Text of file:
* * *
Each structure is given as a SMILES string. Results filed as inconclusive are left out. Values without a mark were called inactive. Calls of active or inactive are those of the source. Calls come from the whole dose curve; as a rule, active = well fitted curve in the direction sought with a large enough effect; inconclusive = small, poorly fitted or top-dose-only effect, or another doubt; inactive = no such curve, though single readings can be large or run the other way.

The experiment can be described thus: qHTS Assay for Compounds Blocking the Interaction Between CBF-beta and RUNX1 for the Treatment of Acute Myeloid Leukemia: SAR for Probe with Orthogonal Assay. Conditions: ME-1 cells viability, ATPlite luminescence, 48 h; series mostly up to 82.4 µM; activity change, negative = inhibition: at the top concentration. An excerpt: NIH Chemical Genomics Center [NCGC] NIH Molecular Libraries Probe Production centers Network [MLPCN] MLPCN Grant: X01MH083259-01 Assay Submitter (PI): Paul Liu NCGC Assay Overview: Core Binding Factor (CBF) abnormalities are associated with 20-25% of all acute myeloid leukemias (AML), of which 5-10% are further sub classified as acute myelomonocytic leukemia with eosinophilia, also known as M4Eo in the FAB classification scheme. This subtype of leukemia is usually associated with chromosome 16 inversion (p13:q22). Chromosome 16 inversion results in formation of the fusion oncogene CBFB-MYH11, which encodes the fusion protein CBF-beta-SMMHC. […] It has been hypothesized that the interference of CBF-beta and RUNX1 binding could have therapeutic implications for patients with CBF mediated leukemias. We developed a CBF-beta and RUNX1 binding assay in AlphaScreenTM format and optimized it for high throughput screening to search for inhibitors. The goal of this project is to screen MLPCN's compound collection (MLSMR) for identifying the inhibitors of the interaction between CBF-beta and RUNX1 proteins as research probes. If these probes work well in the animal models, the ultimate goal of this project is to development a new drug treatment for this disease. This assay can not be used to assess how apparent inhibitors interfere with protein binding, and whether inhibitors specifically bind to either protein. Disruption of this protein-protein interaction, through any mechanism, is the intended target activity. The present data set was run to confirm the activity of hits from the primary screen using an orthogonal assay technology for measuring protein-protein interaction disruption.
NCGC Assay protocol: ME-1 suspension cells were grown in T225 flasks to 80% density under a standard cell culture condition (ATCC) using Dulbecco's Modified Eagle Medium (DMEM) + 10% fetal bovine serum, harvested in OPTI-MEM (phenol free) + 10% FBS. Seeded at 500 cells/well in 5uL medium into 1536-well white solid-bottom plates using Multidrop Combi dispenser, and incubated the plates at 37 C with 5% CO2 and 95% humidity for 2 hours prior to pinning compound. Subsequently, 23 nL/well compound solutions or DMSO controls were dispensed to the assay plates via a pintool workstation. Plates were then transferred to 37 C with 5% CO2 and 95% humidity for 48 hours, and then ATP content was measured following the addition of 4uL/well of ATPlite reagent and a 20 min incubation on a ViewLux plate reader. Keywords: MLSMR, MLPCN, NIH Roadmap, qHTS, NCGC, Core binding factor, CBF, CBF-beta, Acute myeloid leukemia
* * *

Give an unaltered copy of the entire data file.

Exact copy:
Each structure is given as a SMILES string. Results filed as inconclusive are left out. Values without a mark were called inactive. Calls of active or inactive are those of the source. Calls come from the whole dose curve; as a rule, active = well fitted curve in the direction sought with a large enough effect; inconclusive = small, poorly fitted or top-dose-only effect, or another doubt; inactive = no such curve, though single readings can be large or run the other way.

The experiment can be described thus: qHTS Assay for Compounds Blocking the Interaction Between CBF-beta and RUNX1 for the Treatment of Acute Myeloid Leukemia: SAR for Probe with Orthogonal Assay. Conditions: ME-1 cells viability, ATPlite luminescence, 48 h; series mostly up to 82.4 µM; activity change, negative = inhibition: at the top concentration. An excerpt: NIH Chemical Genomics Center [NCGC] NIH Molecular Libraries Probe Production centers Network [MLPCN] MLPCN Grant: X01MH083259-01 Assay Submitter (PI): Paul Liu NCGC Assay Overview: Core Binding Factor (CBF) abnormalities are associated with 20-25% of all acute myeloid leukemias (AML), of which 5-10% are further sub classified as acute myelomonocytic leukemia with eosinophilia, also known as M4Eo in the FAB classification scheme. This subtype of leukemia is usually associated with chromosome 16 inversion (p13:q22). Chromosome 16 inversion results in formation of the fusion oncogene CBFB-MYH11, which encodes the fusion protein CBF-beta-SMMHC. […] It has been hypothesized that the interference of CBF-beta and RUNX1 binding could have therapeutic implications for patients with CBF mediated leukemias. We developed a CBF-beta and RUNX1 binding assay in AlphaScreenTM format and optimized it for high throughput screening to search for inhibitors. The goal of this project is to screen MLPCN's compound collection (MLSMR) for identifying the inhibitors of the interaction between CBF-beta and RUNX1 proteins as research probes. If these probes work well in the animal models, the ultimate goal of this project is to development a new drug treatment for this disease. This assay can not be used to assess how apparent inhibitors interfere with protein binding, and whether inhibitors specifically bind to either protein. Disruption of this protein-protein interaction, through any mechanism, is the intended target activity. The present data set was run to confirm the activity of hits from the primary screen using an orthogonal assay technology for measuring protein-protein interaction disruption.
NCGC Assay protocol: ME-1 suspension cells were grown in T225 flasks to 80% density under a standard cell culture condition (ATCC) using Dulbecco's Modified Eagle Medium (DMEM) + 10% fetal bovine serum, harvested in OPTI-MEM (phenol free) + 10% FBS. Seeded at 500 cells/well in 5uL medium into 1536-well white solid-bottom plates using Multidrop Combi dispenser, and incubated the plates at 37 C with 5% CO2 and 95% humidity for 2 hours prior to pinning compound. Subsequently, 23 nL/well compound solutions or DMSO controls were dispensed to the assay plates via a pintool workstation. Plates were then transferred to 37 C with 5% CO2 and 95% humidity for 48 hours, and then ATP content was measured following the addition of 4uL/well of ATPlite reagent and a 20 min incubation on a ViewLux plate reader. Keywords: MLSMR, MLPCN, NIH Roadmap, qHTS, NCGC, Core binding factor, CBF, CBF-beta, Acute myeloid leukemia